She walks above the bones
of Squakeag and Pocumtuck,
through meadows replete
with arrowheads, pestles
and shards of implements. The sky
is corduroy, opaque. The stubble in the fields,
ocher and dry. The crows cease their scavenging
to scold, “Sylence, go home.”
Home. Where memories stalk, as men
stalk crows with bounties on their head. Memories
of fathers and uncles at war with Indians
and a cousin, a captive returned from Canada,
his head pierced by a tomahawk and forever afraid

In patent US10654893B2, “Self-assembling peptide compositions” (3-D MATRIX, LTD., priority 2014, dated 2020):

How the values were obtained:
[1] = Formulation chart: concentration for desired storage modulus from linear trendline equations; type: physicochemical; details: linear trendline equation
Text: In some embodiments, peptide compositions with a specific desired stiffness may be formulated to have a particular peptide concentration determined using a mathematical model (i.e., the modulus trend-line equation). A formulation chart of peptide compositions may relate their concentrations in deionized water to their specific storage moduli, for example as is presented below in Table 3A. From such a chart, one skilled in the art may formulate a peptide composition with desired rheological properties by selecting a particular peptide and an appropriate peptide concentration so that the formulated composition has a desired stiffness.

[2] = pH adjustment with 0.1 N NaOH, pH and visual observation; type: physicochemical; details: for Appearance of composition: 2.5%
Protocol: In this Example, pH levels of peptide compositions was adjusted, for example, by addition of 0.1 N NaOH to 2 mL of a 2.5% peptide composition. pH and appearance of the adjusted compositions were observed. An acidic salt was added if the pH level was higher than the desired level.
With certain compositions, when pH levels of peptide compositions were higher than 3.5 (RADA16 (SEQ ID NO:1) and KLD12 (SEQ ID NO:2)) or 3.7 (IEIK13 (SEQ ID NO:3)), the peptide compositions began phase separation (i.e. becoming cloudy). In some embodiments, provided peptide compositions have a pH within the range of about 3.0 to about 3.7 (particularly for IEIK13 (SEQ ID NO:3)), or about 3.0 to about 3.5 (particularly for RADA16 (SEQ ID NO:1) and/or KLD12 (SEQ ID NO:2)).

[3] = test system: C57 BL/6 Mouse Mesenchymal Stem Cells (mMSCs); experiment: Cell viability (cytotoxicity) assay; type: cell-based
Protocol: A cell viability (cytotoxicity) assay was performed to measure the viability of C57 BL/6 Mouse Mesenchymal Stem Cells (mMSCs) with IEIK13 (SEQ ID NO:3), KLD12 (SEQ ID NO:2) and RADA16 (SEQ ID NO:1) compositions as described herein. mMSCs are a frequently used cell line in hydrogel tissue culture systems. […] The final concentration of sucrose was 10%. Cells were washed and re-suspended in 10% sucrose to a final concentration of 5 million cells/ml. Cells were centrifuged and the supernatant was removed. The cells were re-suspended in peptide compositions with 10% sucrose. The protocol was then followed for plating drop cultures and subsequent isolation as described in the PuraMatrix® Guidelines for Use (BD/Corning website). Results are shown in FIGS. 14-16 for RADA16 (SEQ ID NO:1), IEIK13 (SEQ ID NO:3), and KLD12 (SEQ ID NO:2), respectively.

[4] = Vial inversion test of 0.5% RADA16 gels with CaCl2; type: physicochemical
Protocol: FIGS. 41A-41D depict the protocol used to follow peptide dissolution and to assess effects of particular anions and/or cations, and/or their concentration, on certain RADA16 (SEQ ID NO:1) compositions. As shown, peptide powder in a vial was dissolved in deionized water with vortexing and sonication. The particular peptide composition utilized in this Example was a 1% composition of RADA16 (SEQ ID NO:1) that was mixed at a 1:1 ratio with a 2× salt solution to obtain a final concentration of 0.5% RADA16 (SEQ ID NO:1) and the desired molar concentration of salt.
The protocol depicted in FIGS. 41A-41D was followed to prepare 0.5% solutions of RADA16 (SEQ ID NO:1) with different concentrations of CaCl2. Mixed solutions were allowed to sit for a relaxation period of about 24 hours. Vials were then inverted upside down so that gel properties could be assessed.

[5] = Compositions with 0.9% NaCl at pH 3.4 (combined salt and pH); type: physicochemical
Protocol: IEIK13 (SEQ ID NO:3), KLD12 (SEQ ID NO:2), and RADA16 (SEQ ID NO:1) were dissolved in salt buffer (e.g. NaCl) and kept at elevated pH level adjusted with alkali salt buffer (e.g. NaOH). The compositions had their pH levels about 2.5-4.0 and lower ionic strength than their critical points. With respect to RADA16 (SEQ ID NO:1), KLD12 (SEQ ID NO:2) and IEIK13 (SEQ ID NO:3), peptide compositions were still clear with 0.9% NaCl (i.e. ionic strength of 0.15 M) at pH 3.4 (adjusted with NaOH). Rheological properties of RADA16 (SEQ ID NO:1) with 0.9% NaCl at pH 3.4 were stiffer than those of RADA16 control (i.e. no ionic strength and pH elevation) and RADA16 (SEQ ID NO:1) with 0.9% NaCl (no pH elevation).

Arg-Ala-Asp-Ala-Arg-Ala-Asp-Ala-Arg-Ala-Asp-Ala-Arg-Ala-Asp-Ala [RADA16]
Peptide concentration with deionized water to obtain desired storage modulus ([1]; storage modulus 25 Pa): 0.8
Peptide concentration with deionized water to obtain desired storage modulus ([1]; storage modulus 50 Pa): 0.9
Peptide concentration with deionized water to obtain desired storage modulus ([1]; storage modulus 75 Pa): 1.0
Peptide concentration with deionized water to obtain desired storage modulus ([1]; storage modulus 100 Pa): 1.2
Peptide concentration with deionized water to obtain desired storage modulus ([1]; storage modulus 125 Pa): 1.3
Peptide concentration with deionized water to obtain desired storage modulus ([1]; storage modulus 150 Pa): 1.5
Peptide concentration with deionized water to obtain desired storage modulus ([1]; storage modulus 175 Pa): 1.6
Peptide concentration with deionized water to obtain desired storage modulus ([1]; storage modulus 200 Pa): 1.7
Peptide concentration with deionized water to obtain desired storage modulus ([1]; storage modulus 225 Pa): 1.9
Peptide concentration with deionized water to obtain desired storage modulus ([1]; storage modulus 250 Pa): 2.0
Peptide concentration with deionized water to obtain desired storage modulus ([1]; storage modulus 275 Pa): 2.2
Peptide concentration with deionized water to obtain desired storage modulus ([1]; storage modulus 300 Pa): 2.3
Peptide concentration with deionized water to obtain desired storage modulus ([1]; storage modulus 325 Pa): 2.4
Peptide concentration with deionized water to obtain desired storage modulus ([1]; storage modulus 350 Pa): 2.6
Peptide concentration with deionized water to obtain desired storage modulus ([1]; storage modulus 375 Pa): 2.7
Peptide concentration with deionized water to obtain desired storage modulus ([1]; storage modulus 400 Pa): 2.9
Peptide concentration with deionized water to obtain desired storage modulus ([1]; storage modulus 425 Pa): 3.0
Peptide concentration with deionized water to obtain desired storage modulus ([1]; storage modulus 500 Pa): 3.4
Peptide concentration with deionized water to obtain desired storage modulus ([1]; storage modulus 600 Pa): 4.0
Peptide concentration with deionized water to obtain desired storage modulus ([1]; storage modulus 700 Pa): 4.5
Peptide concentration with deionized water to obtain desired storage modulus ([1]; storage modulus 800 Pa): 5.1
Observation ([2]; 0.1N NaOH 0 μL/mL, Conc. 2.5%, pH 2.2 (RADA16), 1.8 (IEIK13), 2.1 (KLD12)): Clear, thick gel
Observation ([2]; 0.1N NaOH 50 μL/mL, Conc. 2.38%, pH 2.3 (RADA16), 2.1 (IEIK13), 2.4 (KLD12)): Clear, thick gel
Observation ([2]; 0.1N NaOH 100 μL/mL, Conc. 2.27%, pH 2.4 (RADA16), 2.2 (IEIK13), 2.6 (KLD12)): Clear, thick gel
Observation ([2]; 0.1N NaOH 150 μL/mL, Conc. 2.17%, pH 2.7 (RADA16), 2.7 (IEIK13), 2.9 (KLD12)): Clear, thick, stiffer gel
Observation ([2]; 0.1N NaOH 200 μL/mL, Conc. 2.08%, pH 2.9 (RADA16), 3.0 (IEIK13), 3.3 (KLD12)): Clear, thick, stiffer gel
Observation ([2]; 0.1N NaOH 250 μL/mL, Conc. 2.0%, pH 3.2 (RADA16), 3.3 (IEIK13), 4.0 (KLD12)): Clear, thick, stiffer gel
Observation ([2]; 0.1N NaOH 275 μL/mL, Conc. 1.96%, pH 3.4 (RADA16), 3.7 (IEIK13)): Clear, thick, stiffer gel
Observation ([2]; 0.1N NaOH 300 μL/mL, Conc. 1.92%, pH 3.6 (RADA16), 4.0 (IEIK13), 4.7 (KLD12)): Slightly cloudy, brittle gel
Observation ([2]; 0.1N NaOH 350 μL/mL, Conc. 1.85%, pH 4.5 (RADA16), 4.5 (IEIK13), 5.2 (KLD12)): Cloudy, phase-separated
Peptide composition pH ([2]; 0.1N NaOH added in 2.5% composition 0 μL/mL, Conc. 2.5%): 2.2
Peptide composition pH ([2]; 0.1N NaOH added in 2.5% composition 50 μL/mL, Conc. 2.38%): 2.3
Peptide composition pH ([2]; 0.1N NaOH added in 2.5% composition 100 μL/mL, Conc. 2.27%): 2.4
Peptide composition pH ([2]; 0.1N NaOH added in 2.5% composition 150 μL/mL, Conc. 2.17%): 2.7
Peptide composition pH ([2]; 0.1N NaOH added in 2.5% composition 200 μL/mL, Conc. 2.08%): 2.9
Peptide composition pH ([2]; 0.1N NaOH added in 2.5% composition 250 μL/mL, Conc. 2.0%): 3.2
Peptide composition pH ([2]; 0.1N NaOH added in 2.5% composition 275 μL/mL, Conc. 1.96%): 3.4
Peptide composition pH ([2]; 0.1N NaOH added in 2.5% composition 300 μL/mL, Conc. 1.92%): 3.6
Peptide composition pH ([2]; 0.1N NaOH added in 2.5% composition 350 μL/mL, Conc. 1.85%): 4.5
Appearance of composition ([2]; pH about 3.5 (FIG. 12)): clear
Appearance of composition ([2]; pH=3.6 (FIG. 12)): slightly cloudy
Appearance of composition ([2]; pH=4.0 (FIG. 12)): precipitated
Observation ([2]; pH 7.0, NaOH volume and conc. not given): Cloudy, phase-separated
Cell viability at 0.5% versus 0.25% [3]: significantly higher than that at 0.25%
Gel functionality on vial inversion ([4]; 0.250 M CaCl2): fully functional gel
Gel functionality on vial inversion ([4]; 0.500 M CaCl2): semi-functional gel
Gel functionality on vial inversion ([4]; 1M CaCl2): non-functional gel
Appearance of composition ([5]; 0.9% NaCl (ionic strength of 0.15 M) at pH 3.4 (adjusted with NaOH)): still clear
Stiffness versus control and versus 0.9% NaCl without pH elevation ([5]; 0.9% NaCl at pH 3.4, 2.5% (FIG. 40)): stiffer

to fork the winter hay in the darkened barn alone. Memories of her aunts who birthed in too distant homes and tore too wide, who were lowered into graves beside their children
drained by dysentery or strangled by diphtheria.
How easily we scavenge our minds
to glean aboriginal memories
of dread and threat.
Margot W. Fleck
for more of Margot’s work check: www.margotwfleck.com Also: I will soon be printing a collection of thirteen of her Sylence poems.